Alex Kuczynski is a dish best served cold

Why did the New York Times allow a longtime style writer to look like a jerk in its own magazine?


Amy Benfer
December 10, 2008 1:01AM (UTC)

Last week, we and many, many, many others took one look at the cover of the New York Times magazine and came up with the same conclusion: Someone must really have it in for longtime style reporter Alex Kuczynski. Not only did they essentially allow her to hang herself by running a first-person essay in which she describes her experience hiring another woman to carry her biological child with all her petty resentments and tone-deaf musings on class intact. But they also chose to punctuate the whole sorry mess by selecting photos that were clearly meant to underscore the class differences between the two women, pictures whose impact had somehow eluded their own writer.

This disparity didn't escape the sharp editorial minds at the paper of record either. "The cumulative effect struck some readers as elitist," writes public editor Clark Hoyt in what surely must be the understatement of the week. (Also: Any guesses as to why Hoyt deems the controversy on both this story and a front-page story on Angelina Jolie worthy of space in his column, and yet continues to make smirking asides about how both pieces address topics "far from the weighty issues of the day"?)

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Those sentiments have apparently beamed their way to Ms. Kuczynski, via the 400 or more comments posted to her article before the thread was cut off. But she's blaming the photos. Apparently she, like everyone else, noticed that they were "incendiary" and "disagreed" with their publication. Huh. While everyone seems to agree that the photos make Kuczynski look like a neo-colonialist mistress standing in front of a modern-day Tara, it’s hard to figure out why, exactly, Kuczynski didn't figure that out until she saw her life spread out in glorious full color on the photo editor's desk. Culture Vulture took a stab at an explanation:

a) The photographer went rogue, and without informing the magazine's editor or photo editor or the subject, beamed the nanny into the above shot, using the hologram technology CNN used during the Election Night coverage. (b) Alex Kuczynski is actually blind and deaf. This would explain why she not only failed to hear the photographer going "Oy, nanny, stand here looking as though you may be expected to take the sniveling brat back at any minute," and didn't realize, when it came to the cover shoot, that she was wearing a little black dress, a chignon, and those shoes with famously splashy red soles while her surrogate mom was wearing the Wal-Mart Special. Or (c) she trusted the place she's worked at for years not to let her look like a jerk. Whoops.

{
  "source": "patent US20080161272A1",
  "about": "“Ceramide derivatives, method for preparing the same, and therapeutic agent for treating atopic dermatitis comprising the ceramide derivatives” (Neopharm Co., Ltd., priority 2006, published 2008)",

So why did they let her look like a jerk? Jill Abramson, who, as the managing editor for news presumably knew something about the piece before it went to press, admits that Kuczynski didn't spend enough time on the class differences between the two women and "got people thinking there was a kind of cluelessness about that." As for the photo: It "dripped with to-the-manor-born."

What's missing is an explanation of why someone at the paper didn't think to mention this "cluelessness" to their writer in the many weeks and/or months before this piece ended up on the cover of the magazine. Perhaps somewhere in the process known as "editing"? Isn't it a little sleazy to let a woman who has spent more than a decade in your employment look like a narcissistic asshole on the cover of your magazine? Might it also undercut the credibility of your magazine?

Honestly, upon reflection, I’m not so sure that it's such a terrible way of doing business. This piece is uncannily similar to the Emily Gould cover story of a few months back, which suggests that perhaps the Times is a little too comfortable with allowing women writers to stir up controversy with salacious first-person essays. And I really do empathize with surrogate mother Cathy Hilling, who said she was frustrated with the one-sidedness of the story and said she wished she had more of a part in it. I do, too.

And yet I cant help feeling that the story as it stands serves a fairly useful instructional purpose. When I wrote on it last week, plenty of readers pointed out that part of the reason I was able to skewer Kuczynski was because she had given all of us plenty of ammunition with her brutal honesty. This doesn't mean the rest of us should lay off, any more than, say, the dude who brags about being an asshole boyfriend should get a free pass on being an asshole boyfriend. Moreover, as another woman who writes first-person essays, I can certainly attest to the days and weeks of trauma one must endure after the horror of seeing pages of letters and blog links all describing the particular brand of awfulness embedded in your particular psychic makeup. But as a reader, and, incidentally, an on-again, off-again editor who began my career largely editing first-person essays by women on difficult topics, I have no problem understanding why that piece ran the way it did. We absolutely don't have to agree with her; we don't even have to defend her. But honestly, I think we learned much more from looking at surrogate pregnancy through Alex Kuczynski's jaundiced lens than we ever would from a judicious, equally balanced perspective. Now it's up to someone else to write from the other side.

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Amy Benfer

Amy Benfer is a freelance writer in Brooklyn, N.Y.

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